As I mentioned, people looking for information on players would probably rather read a sourced opinion from a respected baseball industry insider than a first-hand observation from someone whose wall isn’t lined with the same skins of experience. I understand and respect that. But I think when we build a profile of a player in a conceptual sense, writers often fail to capture who the player really is. In my opinion, you can only truly appreciate the skill set of a prospect if you have shared a space with that prospect, if you evaluated a prospect at the epicenter of the action.
Scouting players solely from reports is like formulating an opinion of a potential mate based entirely on their internet dating profile. You have the image, you have the vital characteristics; you have the basic construct of their existence, ranging from their positive attributes to the ones that are conveniently missing from the profile. It’s very abstract and impersonal, but with enough data, you can create the basic backbone of the aforementioned potential mate and you can sell it accordingly. But all that data and all those reports can’t tell you how that person actually exists in the world—how they formulate words with their lips, how they react when they get nervous, how their idiosyncratic behaviors make them unique. Or, if you prefer to dip back into the previous analogy: standing in that kitchen watching those crazy old hands of my grandmother maneuver around those ingredients, pretending you didn’t hear her latest racist remark as you study her breading technique first-hand is not an experience you can have via e-mail. You might not understand the process, but you appreciate the experience, and that means something.
Seeing players in person gives you the ultimate context for evaluation. You can see how the player actually moves, how his tools actually function in game action. You can see how a blue-chip prospect performs against another blue-chipper, and not just read about his production that may or may not have come against an opponent with major-league potential. You can see the ball explode from a pitcher’s hand and actually understand the magnitude of that experience. You can hear the ball come off the bat and recognize the different between a normal prospect and the shotgun blast that is associated with Bryce Harper’s swing. You might not be a 20-year industry evaluator, someone capable of dissecting the finest details of a player’s physical characteristics, but what you might lack in history you can make up for with honesty. What you see with your own eyes is true and pure, and it can’t be wrong even if it’s wrong. The conclusions you draw from those observations might prove to be wrong, and in that regard, people might prefer that you keep them to yourself. But putting yourself into that experience brings you closer to the reality of the evaluation more than anything you could possibly read in the abstract.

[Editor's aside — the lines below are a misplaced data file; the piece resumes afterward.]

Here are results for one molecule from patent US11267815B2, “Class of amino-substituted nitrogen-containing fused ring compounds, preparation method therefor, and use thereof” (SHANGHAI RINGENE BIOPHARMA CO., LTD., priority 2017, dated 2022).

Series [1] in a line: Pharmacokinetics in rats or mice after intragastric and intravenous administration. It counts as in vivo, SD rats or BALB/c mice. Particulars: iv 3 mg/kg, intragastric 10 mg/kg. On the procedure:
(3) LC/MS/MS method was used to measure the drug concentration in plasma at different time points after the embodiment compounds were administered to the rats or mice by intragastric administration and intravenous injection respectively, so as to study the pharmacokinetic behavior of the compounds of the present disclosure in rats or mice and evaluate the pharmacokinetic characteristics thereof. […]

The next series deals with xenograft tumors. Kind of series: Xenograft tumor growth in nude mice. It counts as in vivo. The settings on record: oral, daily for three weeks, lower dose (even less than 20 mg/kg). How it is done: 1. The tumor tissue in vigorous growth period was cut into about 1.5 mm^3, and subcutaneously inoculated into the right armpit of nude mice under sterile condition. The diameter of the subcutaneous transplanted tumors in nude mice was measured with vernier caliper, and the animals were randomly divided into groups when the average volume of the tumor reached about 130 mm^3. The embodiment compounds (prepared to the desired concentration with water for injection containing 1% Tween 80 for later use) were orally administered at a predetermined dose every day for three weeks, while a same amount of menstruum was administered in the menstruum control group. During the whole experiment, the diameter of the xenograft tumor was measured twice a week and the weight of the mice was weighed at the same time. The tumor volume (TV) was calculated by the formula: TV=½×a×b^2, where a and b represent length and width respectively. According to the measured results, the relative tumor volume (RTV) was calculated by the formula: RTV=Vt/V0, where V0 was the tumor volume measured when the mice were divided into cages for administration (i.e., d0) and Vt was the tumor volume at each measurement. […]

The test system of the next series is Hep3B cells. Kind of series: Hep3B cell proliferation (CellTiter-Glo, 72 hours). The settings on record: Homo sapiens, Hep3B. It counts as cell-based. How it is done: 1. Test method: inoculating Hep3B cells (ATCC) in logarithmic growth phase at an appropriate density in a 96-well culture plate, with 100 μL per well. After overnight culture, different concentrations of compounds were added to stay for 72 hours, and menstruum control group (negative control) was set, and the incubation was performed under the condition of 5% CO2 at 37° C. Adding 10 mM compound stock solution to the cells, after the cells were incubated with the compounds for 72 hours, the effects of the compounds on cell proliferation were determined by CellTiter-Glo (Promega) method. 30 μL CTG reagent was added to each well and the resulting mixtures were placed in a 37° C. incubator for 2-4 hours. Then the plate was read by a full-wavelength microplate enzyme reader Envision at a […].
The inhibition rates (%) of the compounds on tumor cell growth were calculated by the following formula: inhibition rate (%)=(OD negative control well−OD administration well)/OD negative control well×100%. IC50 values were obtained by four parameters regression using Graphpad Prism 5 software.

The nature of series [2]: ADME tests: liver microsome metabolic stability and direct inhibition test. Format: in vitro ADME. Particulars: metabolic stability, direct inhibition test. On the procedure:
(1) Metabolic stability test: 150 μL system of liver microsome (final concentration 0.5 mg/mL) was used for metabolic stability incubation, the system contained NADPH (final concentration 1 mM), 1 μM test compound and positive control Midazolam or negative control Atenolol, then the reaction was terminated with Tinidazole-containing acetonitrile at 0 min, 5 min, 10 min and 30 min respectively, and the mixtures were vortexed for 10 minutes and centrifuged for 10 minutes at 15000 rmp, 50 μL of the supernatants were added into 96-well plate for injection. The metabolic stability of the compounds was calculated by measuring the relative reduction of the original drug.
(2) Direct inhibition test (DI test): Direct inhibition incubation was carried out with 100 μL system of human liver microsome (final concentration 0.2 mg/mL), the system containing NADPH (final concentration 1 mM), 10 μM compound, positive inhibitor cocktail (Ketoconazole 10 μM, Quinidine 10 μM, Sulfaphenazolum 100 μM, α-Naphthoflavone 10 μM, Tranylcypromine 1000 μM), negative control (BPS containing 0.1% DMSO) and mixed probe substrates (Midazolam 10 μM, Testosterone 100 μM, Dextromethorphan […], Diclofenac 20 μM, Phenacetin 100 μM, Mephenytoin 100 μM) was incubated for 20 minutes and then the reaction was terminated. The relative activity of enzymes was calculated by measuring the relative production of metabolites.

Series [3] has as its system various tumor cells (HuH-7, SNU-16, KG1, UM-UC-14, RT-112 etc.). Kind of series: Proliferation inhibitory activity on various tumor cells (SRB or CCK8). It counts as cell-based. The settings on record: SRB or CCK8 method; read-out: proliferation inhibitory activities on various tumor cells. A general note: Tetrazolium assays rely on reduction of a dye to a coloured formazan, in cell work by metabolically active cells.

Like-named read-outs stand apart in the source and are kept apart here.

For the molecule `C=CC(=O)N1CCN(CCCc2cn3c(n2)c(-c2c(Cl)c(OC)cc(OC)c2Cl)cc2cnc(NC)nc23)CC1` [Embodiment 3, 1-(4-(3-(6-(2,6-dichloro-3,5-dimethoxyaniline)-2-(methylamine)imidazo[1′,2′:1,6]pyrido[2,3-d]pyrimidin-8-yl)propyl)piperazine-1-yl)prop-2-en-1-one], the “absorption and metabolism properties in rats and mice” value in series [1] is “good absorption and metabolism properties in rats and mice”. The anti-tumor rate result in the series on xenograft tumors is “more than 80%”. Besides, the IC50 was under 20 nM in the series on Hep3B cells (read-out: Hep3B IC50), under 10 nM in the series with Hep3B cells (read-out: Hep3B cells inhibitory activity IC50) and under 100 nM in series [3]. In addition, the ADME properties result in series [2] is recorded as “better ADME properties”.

Again, I don’t want this to read as an indictment on those that have paved the prospect road on which I now walk. People like my friend and prospect mentor, Kevin Goldstein, or Baseball America’s Jim Callis, or Deric McKamey, or Keith Law (just to name a few) have set the industry standard for excellence in the field of national prospect evaluation, and without their influence (both personally and professionally), the prospect fire that burns within me would barely be a spark. And like my aforementioned superiors in this field, putting out the best product is always first priority, whether that means working the phones or working the fields; the goal has been to satisfy the audience, to provide them with the best possible information our access can offer. I just don’t always like the way the current product or the current process makes me feel as an evaluator, and I want to change that somewhat. I want to offer more transparency when it comes to the evaluations themselves, standing behind the eyewitness accounts and taking on the blame if those accounts turn out to be woefully inaccurate.
As much as I enjoy writing about prospects for this site, honing my chops as an evaluator is the only way I am going to reach my goal of becoming one of those evaluators on the other end of the line. Taking personal responsibility is a good start, as is spending more time watching the players I write about. But it’s also about the product that is presented. With this new series, I want create more dialogue about the realities of the players in the present, not just from my opinions or the opinions of those I so often depend on in the industry, but from your opinions as well. Just as every player is unique, every account of that player should be. We all view things through a different lens, and I think your opinions often get discounted because you aren’t in the industry or you don’t have a wealth of player evaluation experience. When this series kicks off, I want to hear back from you on the players profiled; I want your first-hand observations, if applicable. I want to start sincere discussions that don’t devolve into binary proclamations of right and wrong. With prospects, everything depends on the context of the now and the promise provided by tomorrow. With that being the case, the discussion of evaluation, both in the present and in the future, is always up for interpretation.
*Coming up after the Winter Meetings, the first installment of the “What Could Go Wrong in 2012” series will kick off with a detailed look at what could go wrong with my own documented prognostications in 2012.